defending a National Championship?

COACH SELF: No, huh uh. I would say I haven't really thought of it
that way, but I've been asked that a lot in the last two weeks. So I
guess maybe there's a part of me that thinks that. But I have never
thought that we were trying to defend anything this entire year. And
in large part because I think when you say 'defend' I think you're
talking about protecting or you're on the defensive as opposed to
taking. And our mindset is, you got to go be aggressive, you've got to
take what you think is yours.

Really Sherron, Cole played a role in a couple games, but Sherron is
really the only one you could say that about, that would be trying to
do that. So this has been a whole fresh outlook and a new thought
process that we hadn't even thought about that. Maybe we should. Maybe
I should use that as part of my pregame talk. But certainly that
hasn't been anything that's come up with our guys.

Q. You mentioned rebounding a little bit. Michigan State leads the
nation in rebounding margin with just over 10. What makes them so good at getting to the glass and how do you avoid it? Is it as as I
remember as boxing out?

COACH SELF: No, no. The boxing out is, I think, if you're gonna
value what is important in rebounding, boxing out is definitely, you
know, a 25 to 50% part of it. The other part is having guys that are
relentless on the glass, want to, not allowing yourself to get blocked
out and hitting somebody, going after every ball with two hands.

Tom over time has done the best job in America of coaching
rebounding, and their stats back it up. They are relentless on the
glass. We're plus seven for the year, something like that. But I
still, with them, you can't let balls come to you, you have to go
attack the ball. You got to hit and go get as opposed to hit and wait.
And they're very, very good in not allowing themselves to be blocked
off, keeping balls alive.

A lot of rebounding is fundamental. Most of it's want to, though.

Q. Coach Pitino, because of the allegations with UConn, was asked
what needs to be done with this day of texting. He said the NCAA is
too understaffed. It's up to you the coaches and the schools to do a
better job of patrolling.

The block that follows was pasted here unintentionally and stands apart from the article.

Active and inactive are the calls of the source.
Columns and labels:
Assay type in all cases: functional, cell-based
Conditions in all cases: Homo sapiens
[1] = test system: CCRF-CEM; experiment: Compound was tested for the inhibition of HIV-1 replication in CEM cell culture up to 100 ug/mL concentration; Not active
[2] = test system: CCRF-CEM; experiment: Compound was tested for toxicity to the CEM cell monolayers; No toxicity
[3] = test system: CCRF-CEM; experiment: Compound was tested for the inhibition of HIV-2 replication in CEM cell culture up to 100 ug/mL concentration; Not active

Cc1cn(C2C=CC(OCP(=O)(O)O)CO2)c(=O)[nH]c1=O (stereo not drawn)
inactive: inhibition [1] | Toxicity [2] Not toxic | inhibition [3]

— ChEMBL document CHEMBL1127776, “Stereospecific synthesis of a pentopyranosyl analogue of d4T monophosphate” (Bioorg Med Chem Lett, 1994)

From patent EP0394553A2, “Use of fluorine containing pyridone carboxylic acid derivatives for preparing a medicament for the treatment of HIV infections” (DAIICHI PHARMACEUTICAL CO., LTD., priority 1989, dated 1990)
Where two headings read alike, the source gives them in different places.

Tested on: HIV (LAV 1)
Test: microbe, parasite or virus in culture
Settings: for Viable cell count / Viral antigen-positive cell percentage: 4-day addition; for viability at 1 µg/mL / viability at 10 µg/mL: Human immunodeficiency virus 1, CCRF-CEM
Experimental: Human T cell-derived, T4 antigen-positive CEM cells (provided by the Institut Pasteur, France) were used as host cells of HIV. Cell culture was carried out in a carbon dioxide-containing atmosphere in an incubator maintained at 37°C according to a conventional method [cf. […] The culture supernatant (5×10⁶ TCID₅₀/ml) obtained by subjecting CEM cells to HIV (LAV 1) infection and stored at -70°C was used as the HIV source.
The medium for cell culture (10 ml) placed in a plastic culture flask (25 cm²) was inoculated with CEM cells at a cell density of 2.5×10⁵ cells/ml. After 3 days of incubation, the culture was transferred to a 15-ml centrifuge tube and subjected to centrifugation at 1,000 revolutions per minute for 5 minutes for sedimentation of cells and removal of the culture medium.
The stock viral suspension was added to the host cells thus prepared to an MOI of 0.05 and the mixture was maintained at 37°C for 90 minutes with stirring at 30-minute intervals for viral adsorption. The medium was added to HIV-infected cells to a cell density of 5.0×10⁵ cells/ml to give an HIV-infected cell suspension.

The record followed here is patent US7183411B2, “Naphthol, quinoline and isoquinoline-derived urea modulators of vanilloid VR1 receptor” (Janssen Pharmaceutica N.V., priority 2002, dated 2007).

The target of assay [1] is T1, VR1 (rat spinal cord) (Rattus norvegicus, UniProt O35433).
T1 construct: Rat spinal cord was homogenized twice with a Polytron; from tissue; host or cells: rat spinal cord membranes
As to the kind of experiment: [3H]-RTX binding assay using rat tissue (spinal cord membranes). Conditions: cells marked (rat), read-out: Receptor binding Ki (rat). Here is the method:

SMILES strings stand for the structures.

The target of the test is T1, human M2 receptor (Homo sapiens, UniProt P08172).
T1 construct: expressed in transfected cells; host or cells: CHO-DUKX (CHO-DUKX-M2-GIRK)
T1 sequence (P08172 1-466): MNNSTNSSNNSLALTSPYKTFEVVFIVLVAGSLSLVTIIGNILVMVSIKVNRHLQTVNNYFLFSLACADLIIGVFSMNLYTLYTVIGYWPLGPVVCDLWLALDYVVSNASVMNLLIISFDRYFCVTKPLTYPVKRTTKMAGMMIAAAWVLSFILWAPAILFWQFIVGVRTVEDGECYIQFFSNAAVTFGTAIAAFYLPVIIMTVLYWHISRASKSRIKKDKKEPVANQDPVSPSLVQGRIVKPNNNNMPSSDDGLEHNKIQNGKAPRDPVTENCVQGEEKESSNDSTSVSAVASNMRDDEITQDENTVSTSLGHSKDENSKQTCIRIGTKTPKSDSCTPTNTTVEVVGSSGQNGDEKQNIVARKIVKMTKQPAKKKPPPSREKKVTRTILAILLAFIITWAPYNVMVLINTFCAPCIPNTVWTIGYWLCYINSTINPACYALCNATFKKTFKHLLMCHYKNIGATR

COACH SELF: I don't know everything that's going on with that
situation. I do think what he's saying is true. With the way things
have happened late with some rule changes since these supposed
allegations have come out, you've eliminated texting, you've
eliminated some things you couldn't do.

But I think the NCAA is trying to get their arms around it. There
are a lot of things going on in college basketball recruiting that
isn't necessarily university related. I mean, there's guys trying to
get their hands on kids when they're in ninth and 10th grade.
Sometimes they've known these kids far longer than universities have
when it comes to recruiting them. It's going to be something that is
going to be very difficult to get your arms around.

I'm not sure it's 100% correctible. I think the thing that, like
Rick said, at least based on what you said, I think coaches have to do
a good job of policing each other. I'm not saying ratting each other
out, but there's got to be some understandings that this is how we do
things, even if it's not by the letter of the law. There's rules and
there's also gray area issues. A lot of times we do ourself a
disservice by not breaking rules, but give the appearance that there's
things going on.

I would bet that when this thing came out or whatever, there's
numerous times that it looks bad, but you when you really get down to
it, there's some things that happen where individuals made poor
choices, not at the university's direction. That's hard to monitor,
and it is in every sport.

Q. You're close to Billy Gillespie. A lot of rumors flying around
about his job security. What does it say about the profession when
after two years somebody can be on the hot seat like that?

COACH SELF: You know, I don't think it's fair. Nobody cares what I
think. You know, you've had a lot of coaches out there in time, over
time, that struggled in their first few years on a job. One of 'em
lives and resides in Durham, North Carolina. You know, 10 Final Fours
later and three national championships later they're probably glad
they didn't move on that. I think Billy is the same way. Billy, given
time, he'll have Kentucky competing for championships again.

But obviously in today's time, patience is not one of our society's
virtues. It's win and win now. It's a quick fix on everything. Players